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Thread: Irving Fine

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    Senior Member Torkelburger's Avatar
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    Default Irving Fine

    One of the greats in the early 20th century American scene. Often overlooked/overshadowed, but deserves more recognition. One of my favorites of the period.

    Irving Fine

    http://en.wikipedia.org/wiki/Irving_Fine

    Three pieces to get you interested:

    This whole thing is wonderful, especially third movement:


    Masterpiece:


    Great piece:

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    Senior Member PetrB's Avatar
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    Thanks, I had prepped the following in early April of this year, but the vanity of wanting the presentation to have slick links embedded so one could click on a word or title had me tuck it away.

    ADD: Yes, a wonderful composer whose works I think should be more often performed, and it is music so well made and pleasant to listen to I think many would find a lot to like there -- if they knew of it.

    But to hell with that, because his music is so very excellent, and like you, I'm happy to turn anyone on to it:

    Irving Fine was one of the "Boston School" composers from the mid 20th century; the group associated with that name are: Arthur Berger, Leonard Bernstein, Aaron Copland, Lukas Foss, and Harold Shapero.

    Fine is, along with Arthur Berger and Harold Shapero, one of the three known for a music which is neoclassical yet in a way cleary 'American' sounding: as these composers developed, they still strongly adhered to the more 'classicist' side of neoclassical as they later delved into serialism, etc.

    The Wiki Article on Fine is http://en.wikipedia.org/wiki/Irving_Fine[here]
    (This well enough shows the reason there is a moderate to small overall output; a teaching job, and an early death, mainly. The article also lists his works more fully.)
    Another good article, http://www.milkenarchive.org/people/view/composers/671/Fine,+Irving[here]

    The impulse to want to say this composer's works are all very fine music aside -- it is all remarkably fine writing. His contemporary Aaron Copland said "he was the best of us." And another of that group said Fine was true genius. -- all, I believe in the Wiki article.


    As well as your above links, here are most of the remaining Fine works I found up and available on youtube, listed in chronological order of composition
    (Fine's formidable choral song cycles are listed below the following instrumental works.)


    Violin Sonata (1946)
    https://www.youtube.com/watch?v=InheUoff36w

    Music for piano (1947) [link in above post]

    Toccata Concertante (1947) [link in above post]

    Partita for Woodwind Quintet (1948) ~ The work almost instantly gained high regard and quickly entered as a staple of the Woodwind Quintet repertoire. [link in above post]

    Notturno for Strings and Harp (1951) [I think a really great piece, elegant, lyric, taut... more than that, I listen to it often enough for the pleasure.]
    https://www.youtube.com/watch?v=0aDTULoEJQ4
    https://www.youtube.com/watch?v=PmtpyqGT8IE

    Serious Song, Lament for String Orchestra (1955)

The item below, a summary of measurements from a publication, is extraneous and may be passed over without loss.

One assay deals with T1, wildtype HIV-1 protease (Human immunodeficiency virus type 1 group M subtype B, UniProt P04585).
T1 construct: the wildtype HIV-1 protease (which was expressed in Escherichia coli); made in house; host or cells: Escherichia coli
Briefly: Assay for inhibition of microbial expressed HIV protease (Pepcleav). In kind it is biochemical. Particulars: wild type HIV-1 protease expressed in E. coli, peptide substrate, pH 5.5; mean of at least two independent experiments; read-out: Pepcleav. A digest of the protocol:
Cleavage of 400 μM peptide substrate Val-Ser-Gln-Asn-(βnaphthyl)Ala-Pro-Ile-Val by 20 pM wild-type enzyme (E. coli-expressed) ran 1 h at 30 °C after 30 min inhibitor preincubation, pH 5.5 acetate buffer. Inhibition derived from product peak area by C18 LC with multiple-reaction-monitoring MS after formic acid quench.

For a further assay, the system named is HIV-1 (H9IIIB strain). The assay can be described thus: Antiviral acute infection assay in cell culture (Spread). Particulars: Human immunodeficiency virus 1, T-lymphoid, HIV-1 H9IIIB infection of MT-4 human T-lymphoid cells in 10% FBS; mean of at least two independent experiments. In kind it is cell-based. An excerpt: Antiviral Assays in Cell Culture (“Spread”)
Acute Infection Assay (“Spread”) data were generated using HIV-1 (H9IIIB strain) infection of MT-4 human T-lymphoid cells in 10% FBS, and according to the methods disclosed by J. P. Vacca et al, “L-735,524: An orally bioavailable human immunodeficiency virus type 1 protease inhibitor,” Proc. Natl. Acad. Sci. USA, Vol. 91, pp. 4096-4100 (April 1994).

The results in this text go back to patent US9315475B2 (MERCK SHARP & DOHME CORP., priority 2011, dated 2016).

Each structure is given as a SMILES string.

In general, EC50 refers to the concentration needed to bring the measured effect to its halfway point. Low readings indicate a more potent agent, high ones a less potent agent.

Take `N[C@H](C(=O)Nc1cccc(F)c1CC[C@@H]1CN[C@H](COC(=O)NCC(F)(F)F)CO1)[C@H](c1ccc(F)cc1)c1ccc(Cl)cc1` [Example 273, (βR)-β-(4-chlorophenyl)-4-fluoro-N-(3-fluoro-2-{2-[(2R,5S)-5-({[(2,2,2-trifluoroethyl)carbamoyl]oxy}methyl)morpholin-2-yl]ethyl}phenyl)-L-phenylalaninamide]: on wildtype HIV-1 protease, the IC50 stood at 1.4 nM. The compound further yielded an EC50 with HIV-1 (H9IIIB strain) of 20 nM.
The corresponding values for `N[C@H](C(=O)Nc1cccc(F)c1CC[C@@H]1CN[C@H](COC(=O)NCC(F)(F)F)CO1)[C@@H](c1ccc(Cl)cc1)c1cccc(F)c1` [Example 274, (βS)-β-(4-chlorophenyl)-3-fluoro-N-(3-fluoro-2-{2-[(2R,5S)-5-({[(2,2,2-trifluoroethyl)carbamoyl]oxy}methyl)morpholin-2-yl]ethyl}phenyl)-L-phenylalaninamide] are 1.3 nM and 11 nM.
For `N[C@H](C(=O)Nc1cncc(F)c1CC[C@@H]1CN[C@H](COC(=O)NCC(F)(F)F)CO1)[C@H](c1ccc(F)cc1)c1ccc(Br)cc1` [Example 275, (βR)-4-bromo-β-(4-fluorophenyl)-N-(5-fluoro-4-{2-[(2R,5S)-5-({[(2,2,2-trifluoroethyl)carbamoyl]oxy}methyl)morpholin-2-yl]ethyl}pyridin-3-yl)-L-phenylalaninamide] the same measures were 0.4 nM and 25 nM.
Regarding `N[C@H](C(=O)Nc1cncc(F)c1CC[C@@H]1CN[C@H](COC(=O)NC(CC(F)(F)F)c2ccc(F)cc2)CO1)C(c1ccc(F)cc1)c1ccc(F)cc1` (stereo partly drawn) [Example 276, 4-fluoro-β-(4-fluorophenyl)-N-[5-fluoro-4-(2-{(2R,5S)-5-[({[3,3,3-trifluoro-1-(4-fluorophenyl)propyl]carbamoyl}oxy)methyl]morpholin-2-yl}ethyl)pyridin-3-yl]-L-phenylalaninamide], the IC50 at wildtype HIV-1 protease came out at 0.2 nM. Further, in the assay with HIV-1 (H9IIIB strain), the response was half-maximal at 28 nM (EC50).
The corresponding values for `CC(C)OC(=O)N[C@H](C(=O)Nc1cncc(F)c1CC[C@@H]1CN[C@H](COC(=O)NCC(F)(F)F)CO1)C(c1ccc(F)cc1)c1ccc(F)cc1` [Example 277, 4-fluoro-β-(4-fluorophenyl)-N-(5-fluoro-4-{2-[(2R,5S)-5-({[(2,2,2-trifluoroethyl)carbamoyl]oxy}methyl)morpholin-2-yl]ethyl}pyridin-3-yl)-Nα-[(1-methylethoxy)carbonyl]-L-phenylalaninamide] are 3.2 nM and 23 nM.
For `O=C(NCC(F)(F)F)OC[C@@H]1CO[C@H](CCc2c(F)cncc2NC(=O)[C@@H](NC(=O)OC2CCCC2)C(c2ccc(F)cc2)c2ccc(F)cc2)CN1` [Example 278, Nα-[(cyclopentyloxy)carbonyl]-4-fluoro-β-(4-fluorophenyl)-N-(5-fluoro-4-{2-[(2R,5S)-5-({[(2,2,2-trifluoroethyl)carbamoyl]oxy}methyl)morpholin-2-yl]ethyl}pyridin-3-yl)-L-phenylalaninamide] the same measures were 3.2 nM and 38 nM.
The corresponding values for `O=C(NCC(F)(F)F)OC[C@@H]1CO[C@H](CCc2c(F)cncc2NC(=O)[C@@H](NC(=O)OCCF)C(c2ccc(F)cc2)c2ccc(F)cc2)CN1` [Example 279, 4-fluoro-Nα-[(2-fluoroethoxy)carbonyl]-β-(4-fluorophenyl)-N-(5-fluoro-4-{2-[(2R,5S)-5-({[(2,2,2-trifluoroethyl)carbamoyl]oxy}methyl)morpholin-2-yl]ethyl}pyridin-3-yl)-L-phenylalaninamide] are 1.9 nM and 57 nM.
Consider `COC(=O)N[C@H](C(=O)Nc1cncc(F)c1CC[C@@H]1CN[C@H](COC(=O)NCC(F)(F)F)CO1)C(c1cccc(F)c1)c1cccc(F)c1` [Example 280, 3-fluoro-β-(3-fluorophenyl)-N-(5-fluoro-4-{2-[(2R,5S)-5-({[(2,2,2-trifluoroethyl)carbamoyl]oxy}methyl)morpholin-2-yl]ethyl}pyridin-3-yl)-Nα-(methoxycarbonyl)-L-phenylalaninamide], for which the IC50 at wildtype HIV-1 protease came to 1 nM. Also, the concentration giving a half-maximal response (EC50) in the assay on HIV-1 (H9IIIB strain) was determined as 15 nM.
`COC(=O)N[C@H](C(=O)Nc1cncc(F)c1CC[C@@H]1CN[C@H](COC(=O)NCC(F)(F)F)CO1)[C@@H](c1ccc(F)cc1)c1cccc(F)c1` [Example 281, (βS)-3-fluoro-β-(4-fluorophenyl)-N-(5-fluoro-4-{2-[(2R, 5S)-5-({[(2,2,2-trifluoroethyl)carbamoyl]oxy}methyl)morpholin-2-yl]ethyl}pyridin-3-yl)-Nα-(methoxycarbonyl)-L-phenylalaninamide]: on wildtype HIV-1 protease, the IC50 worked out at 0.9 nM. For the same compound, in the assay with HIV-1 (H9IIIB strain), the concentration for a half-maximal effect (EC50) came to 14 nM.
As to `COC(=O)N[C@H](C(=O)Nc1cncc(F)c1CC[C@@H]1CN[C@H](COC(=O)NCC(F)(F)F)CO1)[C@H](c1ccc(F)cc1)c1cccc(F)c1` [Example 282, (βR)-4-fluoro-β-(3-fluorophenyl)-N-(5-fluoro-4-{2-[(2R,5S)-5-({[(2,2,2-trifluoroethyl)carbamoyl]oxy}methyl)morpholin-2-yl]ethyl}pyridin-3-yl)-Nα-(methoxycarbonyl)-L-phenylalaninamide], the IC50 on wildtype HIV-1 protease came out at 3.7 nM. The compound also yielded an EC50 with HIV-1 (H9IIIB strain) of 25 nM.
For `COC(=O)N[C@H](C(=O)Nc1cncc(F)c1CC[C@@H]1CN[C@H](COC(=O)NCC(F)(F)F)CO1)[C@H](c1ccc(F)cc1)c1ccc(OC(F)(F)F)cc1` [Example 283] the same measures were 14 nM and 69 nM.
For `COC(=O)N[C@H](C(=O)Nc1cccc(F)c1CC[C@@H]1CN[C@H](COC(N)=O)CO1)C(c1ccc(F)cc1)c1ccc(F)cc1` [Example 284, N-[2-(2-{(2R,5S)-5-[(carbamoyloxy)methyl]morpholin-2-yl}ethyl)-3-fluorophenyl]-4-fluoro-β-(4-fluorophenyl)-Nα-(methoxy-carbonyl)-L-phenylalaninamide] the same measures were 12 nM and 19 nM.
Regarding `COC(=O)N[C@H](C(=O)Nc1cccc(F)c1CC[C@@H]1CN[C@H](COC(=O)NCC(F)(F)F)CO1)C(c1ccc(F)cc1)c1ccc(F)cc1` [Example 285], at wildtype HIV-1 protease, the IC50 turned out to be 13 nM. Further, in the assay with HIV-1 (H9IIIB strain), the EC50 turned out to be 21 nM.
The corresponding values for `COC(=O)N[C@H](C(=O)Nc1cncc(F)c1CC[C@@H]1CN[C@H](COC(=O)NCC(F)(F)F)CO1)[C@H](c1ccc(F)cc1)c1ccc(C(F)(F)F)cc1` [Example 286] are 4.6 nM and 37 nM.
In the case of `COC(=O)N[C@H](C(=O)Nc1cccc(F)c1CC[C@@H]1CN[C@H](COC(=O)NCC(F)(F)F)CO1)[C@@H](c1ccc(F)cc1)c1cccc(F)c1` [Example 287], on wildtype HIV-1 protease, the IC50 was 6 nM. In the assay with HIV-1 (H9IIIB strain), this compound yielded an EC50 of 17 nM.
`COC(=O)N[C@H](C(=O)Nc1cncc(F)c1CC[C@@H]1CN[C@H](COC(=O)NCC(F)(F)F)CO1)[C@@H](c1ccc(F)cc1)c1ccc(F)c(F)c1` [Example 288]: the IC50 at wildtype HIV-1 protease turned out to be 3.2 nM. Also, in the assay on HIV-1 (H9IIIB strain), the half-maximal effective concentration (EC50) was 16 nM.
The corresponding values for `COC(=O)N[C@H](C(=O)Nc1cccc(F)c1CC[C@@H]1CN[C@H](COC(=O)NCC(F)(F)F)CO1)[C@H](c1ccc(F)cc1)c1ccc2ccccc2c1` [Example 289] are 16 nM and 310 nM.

https://www.youtube.com/watch?v=kt1QjVpTy-M

    String Quartet (1956) an excursion into serial manner, while tonal "Very much in C," says the composer.
    https://www.youtube.com/watch?v=UiFEUj5e-yc
    https://www.youtube.com/watch?v=Uam7BISP-uw

    Diversions for Orchestra (1960)
    https://www.youtube.com/watch?v=krPtZ4ZrrCI

    Symphony (1962)
    https://www.youtube.com/watch?v=zyZKhGoJE9o

    Choral music:

    The Choral New Yorker (1944) for chorus and piano
    The Hour Glass for a capella chorus
    .....These works, in the above order, in a Playlist:
    https://www.youtube.com/playlist?lis...OtvWK9xvmJqkf2
    Last edited by PetrB; Jul-24-2014 at 18:42. Reason: punct.

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    Senior Member aleazk's Avatar
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    I listened to Music for Piano, very, very clever music.

    I'm very surprised with his phrases and contrasts: he makes gestures and then the responses are incredibly effective, often exploiting both the harmony and the rhythm in particular for making the contrast. The momentum and the way in which the music seems to flow naturally. The result of all this being a very "alive" kind of music, alive in some kind of organic sense, an actual living thing rather than an artificial construct.

    I would say he has that special ability that it's often also atributed to Beethoven (by Bernstein, for example): an innate ability to make a narrative of gestures that is both effective and full of contrasts but at the same time maintains a sense of constant global flow and forward momentum in the music.

    Really amazing, you don't hear that done in such an impressive way everyday!

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    Senior Member Itullian's Avatar
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    Loved him with Moe and Curly.
    When all else fails, listen to Thick as a Brick.

    "Life's a long song, but the tune ends too soon for us all." Ian Anderson lyric

    "There are more things in heaven and earth, Horatio, than are dreamt of in your philosophy." Hamlet

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